Exciting news! It looks like Gretsch is starting a folk/bluegrass line of instruments. There are a few dobros out, and there is a line of open back and resonator banjos. I can’t seem to find them anywhere but it looks like they are coming soon. I tried calling a few store and it seems like they can order them but most don’t have them in stock. I am hoping that I can play one of them in the next few months.
In case you don’t know who Gretsch is they make some of best guitars in the world. Chet Atkins, George Harrison, Brian Setzer and Duane Eddy are just a few of the many Gretsch player and there seems to be a big upswing in not only Gretsches, but also rockabilly music. It makes me very happy. They all look very retro and very cool.
Here is a link for the roots collection
http://www.gretschguitars.com/products/rootscollection It’s even made to look Old Timey
Following this, two my next posts will be
Finally Egnater rebel half stack
My newest guitar a used SG Special, and the upgrades I made to it.
I recently upgraded my banjo from my Epiphone MB 200 to a Gold Tone CB-100. I have to say I like the gold tone a lot better. It is so much nicer than the MB 200. I also realized for a bluegrass banjo the MB 200 is really light. I went to my favourite music store (Chuck Levin’s) and tried out a few bluegrass style Deering and Gibson banjos. They are way heavier. So that made my decision to get an open back a lot easier. I also play mostly clawhammer so an open back made a lot more sense. This banjo is a lot more sold and it has a scooped fret board so you can get that clucking holler sound. I know Gold Tone is a great brand for beginner and intermediate players. The parts come from China and are assembled in Florida. I also have played some of the Goodtime open backs and I like the Gold Tone a lot better.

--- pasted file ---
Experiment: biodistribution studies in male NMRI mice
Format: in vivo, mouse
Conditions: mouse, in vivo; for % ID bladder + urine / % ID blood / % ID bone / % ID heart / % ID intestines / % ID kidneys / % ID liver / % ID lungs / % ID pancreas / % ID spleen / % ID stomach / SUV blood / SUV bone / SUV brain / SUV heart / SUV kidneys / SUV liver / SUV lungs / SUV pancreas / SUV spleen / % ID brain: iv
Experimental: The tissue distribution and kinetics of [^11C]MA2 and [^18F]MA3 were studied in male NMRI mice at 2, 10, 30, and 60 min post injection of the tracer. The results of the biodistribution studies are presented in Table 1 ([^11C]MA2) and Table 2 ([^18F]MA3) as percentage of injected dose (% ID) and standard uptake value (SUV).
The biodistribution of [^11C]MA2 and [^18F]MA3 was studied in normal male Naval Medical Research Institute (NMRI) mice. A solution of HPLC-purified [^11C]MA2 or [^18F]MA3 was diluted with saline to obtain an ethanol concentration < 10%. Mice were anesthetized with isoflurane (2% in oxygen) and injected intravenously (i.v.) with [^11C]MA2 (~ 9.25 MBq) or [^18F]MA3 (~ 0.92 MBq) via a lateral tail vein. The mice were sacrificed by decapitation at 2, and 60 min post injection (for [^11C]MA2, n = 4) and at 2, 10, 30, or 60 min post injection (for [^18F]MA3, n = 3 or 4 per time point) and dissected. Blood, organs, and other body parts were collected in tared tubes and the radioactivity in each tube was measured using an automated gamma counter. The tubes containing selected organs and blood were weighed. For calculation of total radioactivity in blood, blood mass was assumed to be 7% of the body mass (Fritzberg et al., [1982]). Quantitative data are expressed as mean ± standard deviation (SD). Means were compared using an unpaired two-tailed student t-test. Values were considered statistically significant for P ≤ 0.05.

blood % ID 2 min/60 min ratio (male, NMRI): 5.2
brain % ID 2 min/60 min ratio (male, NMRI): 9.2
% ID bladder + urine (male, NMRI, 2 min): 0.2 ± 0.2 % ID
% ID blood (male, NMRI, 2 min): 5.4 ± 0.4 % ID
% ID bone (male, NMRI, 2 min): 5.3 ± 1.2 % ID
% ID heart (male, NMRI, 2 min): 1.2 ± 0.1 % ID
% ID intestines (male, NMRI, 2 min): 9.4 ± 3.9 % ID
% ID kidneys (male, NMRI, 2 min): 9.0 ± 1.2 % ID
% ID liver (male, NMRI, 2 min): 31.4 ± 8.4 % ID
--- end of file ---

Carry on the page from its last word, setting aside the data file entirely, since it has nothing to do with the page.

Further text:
It has a good action which was a big selling point for me. The tuners and hardware are also significantly better than the MB 200. It has a frosted head which I like and the color is kind of a deep greenish brown. The few cons are that the headstock looks a little bit off center from the neck and the neck is a little bit weightier because there isn’t a resonator to balance it out. I would definitely recommend this as a step up from a beginner banjo but for someone who isn’t ready to spend the money for a really good one.
A quick overview of Open Back vs. Resonator
– A lot lighter
– No resonator
– Used mainly for Clawhammer/frailing and old time music
– mellower sound, not used for cutting through a bluegrass band
– A hell of a lot heavier and you can usually judge how good a blue grass banjo is by how heavy it is
– Sharper ringing sound, has a metal tone ring to influence tone ( open backs also have tone rings, but lower end ones probably won’t)
– Used for bluegrass/Earl Scruggs style, that’s three finger picking. It’s harder to learn than clawhammer.
– Wooden Resonator used to project the sound. The one I had was mahogany but the good ones use violin quality 3-ply maple.
Also when it comes to tone rings, try to get a brass one.
Some more photos